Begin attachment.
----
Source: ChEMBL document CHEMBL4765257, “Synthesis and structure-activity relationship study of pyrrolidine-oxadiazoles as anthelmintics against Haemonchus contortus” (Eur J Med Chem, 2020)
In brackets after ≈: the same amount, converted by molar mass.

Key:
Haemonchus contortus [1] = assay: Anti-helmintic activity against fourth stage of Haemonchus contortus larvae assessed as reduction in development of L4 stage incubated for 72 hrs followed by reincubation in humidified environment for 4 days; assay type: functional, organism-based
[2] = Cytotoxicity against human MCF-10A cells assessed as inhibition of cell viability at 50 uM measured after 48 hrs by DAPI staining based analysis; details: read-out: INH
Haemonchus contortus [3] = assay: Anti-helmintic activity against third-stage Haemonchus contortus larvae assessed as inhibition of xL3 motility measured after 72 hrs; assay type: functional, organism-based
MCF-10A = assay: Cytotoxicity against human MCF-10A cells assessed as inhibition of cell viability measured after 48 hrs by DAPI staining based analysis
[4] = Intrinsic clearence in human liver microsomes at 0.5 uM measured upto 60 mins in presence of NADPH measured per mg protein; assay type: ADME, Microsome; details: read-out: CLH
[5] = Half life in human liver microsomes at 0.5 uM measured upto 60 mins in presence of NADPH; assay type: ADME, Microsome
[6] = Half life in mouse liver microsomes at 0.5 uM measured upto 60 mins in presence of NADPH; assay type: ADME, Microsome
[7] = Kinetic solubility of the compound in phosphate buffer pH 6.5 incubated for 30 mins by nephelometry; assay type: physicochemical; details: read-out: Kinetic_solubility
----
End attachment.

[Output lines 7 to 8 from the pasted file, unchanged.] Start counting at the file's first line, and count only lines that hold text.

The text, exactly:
MCF-10A = assay: Cytotoxicity against human MCF-10A cells assessed as inhibition of cell viability measured after 48 hrs by DAPI staining based analysis
[4] = Intrinsic clearence in human liver microsomes at 0.5 uM measured upto 60 mins in presence of NADPH measured per mg protein; assay type: ADME, Microsome; details: read-out: CLH